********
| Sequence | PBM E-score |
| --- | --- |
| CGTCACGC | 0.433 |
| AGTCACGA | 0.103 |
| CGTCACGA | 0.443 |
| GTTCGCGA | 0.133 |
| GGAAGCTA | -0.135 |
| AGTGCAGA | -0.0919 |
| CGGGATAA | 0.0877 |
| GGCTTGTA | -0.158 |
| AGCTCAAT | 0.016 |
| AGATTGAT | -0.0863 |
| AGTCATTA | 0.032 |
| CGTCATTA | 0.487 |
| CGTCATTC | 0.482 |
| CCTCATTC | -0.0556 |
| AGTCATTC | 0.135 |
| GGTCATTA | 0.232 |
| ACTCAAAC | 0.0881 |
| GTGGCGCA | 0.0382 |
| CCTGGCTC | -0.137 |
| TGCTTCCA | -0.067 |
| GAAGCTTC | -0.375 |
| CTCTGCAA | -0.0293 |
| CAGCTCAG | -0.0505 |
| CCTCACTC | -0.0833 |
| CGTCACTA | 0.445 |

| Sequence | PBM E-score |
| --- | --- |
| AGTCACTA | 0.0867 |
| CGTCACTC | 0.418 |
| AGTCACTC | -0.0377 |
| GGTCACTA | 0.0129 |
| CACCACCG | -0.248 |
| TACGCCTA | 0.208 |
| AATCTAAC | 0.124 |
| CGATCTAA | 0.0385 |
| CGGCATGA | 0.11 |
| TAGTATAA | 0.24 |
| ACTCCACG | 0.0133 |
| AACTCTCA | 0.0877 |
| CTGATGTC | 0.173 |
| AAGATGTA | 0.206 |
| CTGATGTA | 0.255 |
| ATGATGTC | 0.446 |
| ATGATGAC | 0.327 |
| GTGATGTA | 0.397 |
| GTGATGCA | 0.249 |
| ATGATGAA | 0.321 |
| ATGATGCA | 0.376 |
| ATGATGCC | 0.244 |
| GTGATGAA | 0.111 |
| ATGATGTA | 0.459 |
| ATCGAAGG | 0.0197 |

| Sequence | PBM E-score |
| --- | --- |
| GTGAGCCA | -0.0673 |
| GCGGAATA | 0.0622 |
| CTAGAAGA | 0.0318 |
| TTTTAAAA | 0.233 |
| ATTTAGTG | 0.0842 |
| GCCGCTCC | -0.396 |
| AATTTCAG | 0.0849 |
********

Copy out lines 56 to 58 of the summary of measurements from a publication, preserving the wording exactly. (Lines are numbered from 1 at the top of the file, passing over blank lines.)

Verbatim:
| --- | --- |
| GTGAGCCA | -0.0673 |
| GCGGAATA | 0.0622 |